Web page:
I thought it might be fun (at least for me) to lay out, in a series of short blog posts, some of the basic terms and ideas that I present to my students when talking about the “close reading” of literary texts. Maybe there will be others who also find these brief outlines valuable. I have found, over the years, that close reading of literature is akin to the practice of Buddhist vipassana. Close reading teaches you to slow down, actually notice what it is that you’re looking at and experiencing, and see changes and patterns. Anyway, below are some basic literary terms and ideas that I share with my students on characterization. . . .
Short of a nature documentary, or cartoons that portray animals with human traits, stories invariably center on people. Here are some basic vocabulary terms associated with characters in stories, and some things to notice about characters:
- The appearance of contingency. Although we know that, ultimately, there is a shaping and directing author behind every single word, event, and character depicted in a story, writers nevertheless (unless they are in a highly ironic and self referential mode) present their characters as if they were products of various contingencies (from accidents of where the characters are born to who they might bump into at a grocery store). In stories, as in life, accidents appear to impact fates. A chance encounter, say, with a wafting smell from a kitchen may trigger memories, dreams, desires, or changes of course. In TC Boyle’s “Carnal Knowledge“ (1994), the story is triggered by a dog who wanders over to a sleeping man on a beach and pisses on him. From this absurd contingency lies a tale, and the transformation of a character’s life.
- A story’s lead character is the protagonist, and wherever sympathetic, can be thought of as the hero or heroine.
- To make a story ‘go’ a protagonist experiences some sort of triggering event that sets her (or him) into an agonistic relationship (struggle) with something or somebody. The protagonist’s chief resistance comes from the story’s antagonist.
- Some characters are ‘drawn’ by authors with detail and nuance, but others are not. In other words, some characters are round while others are flat; some are complex while others are stock; some are dynamic while others are static. Obviously, these categories should be thought of as being along continuums (characters more or less round or flat, complex or stock, dynamic or static).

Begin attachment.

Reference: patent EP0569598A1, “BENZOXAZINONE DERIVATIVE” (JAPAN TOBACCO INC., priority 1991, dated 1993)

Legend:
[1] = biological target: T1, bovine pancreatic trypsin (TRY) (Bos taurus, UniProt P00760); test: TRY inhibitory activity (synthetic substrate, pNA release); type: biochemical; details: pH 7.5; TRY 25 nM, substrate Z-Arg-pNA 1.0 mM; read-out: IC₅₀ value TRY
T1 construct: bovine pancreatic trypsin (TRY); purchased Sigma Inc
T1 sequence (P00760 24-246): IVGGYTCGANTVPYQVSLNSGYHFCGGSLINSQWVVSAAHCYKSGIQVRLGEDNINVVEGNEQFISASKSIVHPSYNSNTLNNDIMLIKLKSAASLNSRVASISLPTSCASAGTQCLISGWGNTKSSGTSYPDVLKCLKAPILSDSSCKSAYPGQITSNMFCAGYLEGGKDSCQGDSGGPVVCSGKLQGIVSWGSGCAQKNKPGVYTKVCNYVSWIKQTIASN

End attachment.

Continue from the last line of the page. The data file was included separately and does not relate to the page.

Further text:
- Characters project personae; that is, they project their individualities, particularities, and peculiarities into the world (as actors on a stage). Some depictions of personae are rarely used by writers, and are marginal or highly eccentric, while others are more common, ‘stock’, or archetypal. An example of a powerful archetypal Machiavellian persona is Iago in Shakespeare’s Othello. In film, an example of someone who exudes a powerful sexual persona is James Dean. Bartleby, the famed character in Herman Melville’s short story, “Bartleby the Scrivener”, is an archetypal misfit.
- Ambivalence. While the portrayals of personae are important to writers, characters (if they are really to be interesting to us), will not just be stereotypes, masks, or archetypes presented to the world, devoid of inner lives and emotional complexities. Instead, compelling characters tend to display profound contrarities, conflicts, and shiftings within the self, and there may be tensions between appearances v. reality. (Think of Hamlet as the sine qua non of the tumultuous inner life: “To be or not to be; to do or not to do; to appear or not to appear.”). William Faulkner once wrote that great literary stories are about “[t]he problems of the human heart in conflict with itself, which alone can make good writing.”
- Externalized ambivalences. Ambivalences, however, may not just reside within a single character. Instead, two characters are sometimes portrayed as mirroring one another, externalizing a psychological ambivalence (one character loves America, another hates it; one character externalizes masculinity, the other femininity). In Fyodor Dostoevsky’s The Brother’s Karamazov, three brothers externalize what Dostoevsky saw as the contrarities and tensions of the human soul: mind, spirit, and body. (One brother is an intellectual atheist, one is a theist studying for the priesthood, and one is a sensualist, and in their choices the brothers are torn.)
- Characters might thus be thought of as having, not just stable selves, but unstable selves, or warring selves, or multiple selves, or even, ultimately, nonexistent selves. When reading literature, you are invariably driven into a confrontation with your theories of the self.
These are just a few of the things that you might start thinking about in approaching literary characters.